(2) it implies "certain knowledge." It was certainly foreseen, in some way, that they would believe, and be saved. There is nothing, therefore, in regard to them that is contingent, or subject to doubt in the divine Mind, since it was certainly foreknown.
(3) the event which was thus foreknown must have been, for some cause, certain and fixed; since an uncertain event could not be possibly foreknown. To talk of a foreknowing a contingent event, that is, of foreknowing an event as certain which may or may not exist, is an absurdity.
(4) in what way such an event became certain is not determined by the use of this word. But it must have been somehow in connection with a divine appointment or arrangement, since in no other way can it be conceived to be certain. While the word used here, therefore, does not of necessity mean to decree, yet its use supposes that there was a purpose or plan; and the phrase is an explanation of what the apostle had just said, that it was "according to the purpose of God" that they were called. This passage does not affirm why, or how, or, "on what grounds" God foreknew that some of the human family would be saved. It simply affirms the fact; and the mode in which those who will believe were designated, must be determined from other sources. This passage simply teaches that he knew them; that his eye was fixed on them; that he regarded them as to be conformed to his Son; and that, thus knowing them, he designated them to eternal life. The Syriac renders it in accordance with this interpretation: "And from the beginning he knew them, and sealed them with the image of his Son," etc. As, however, none would believe but by the influences of his Spirit, it follows that they were not foreknown on account of any faith which they would themselves exercise, or any goodworks which they would themselves perform, but according to the purpose or plan of God himself.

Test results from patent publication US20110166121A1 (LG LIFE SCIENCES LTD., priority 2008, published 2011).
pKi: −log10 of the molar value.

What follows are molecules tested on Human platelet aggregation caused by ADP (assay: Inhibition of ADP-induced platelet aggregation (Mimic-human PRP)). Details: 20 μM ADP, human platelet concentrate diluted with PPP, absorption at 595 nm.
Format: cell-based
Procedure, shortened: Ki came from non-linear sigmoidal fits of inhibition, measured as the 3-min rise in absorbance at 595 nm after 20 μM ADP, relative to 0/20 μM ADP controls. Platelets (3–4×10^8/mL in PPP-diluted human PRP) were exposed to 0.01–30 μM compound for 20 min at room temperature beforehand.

He also did predestinate - See the meaning of the original of this word explained in the notes at Romans 1:4; see also the Acts 4:28 note; and 1 Corinthians 2:7 note. In these places the word evidently means to determine, purpose, or decree beforehand; and it must have this meaning here. No other idea could be consistent with the proper meaning of the word, or be intelligible. It is clear also that it does not refer to external privileges, but to real conversion and piety; since that to which they were predestinated was not the external privilege of the gospel, but conformity to his Son, and salvation; see Romans 8:30. No passage could possibly teach in stronger language that it was God's purpose to save those who will be saved. Ephesians 1:5, "having predestinated us unto the adoption of children by Jesus Christ unto himself." Ephesians 1:11, being predestinated according to the purpose of Him who worketh all things after the counsel of his own will."
To be conformed to the image of his Son - To resemble his Son; to be of like form with the image of his Son. We may learn here,
(1) That God does not determine to save people, whatever their character may be. The decree is not to save them in their sins, or whether they be sinful or holy. But it has primary respect to their char acter. It is that they "should be" holy; and, as a consequence of this, that they should be saved.
(2) the only evidence which we can have that we are the subjects of his gracious purpose is, that we are "in fact" conformed to the Lord Jesus Christ. For this was the design of the decree. This is the only satisfactory proof of piety; and by this alone can we determine that we are interested in his gracious plan of saving people.
That he might be the first-born - The first-born among the Hebrews had many special privileges. The idea here is,
(1) That Christ might be pre-eminent as the model and exemplar; that he might be clothed with special honors, and be so regarded in his church; and yet,
(2) That he might still sustain a fraternal relation to them; that he might be one in the same great family of God where all are sons; compare Hebrews 2:12-14.
Many brethren - Not a few. The purpose of God is that many of the human family shall be saved.
on Romans 8 :29
8:29 Whom he foreknew, he also predestinated conformable to the image of his Son - Here the apostle declares who those are whom he foreknew and predestinated to glory; namely, those who are conformable to the image of his Son. This is the mark of those who are foreknown and will be glorified, 2Tim 2:19. Php 3:10,21.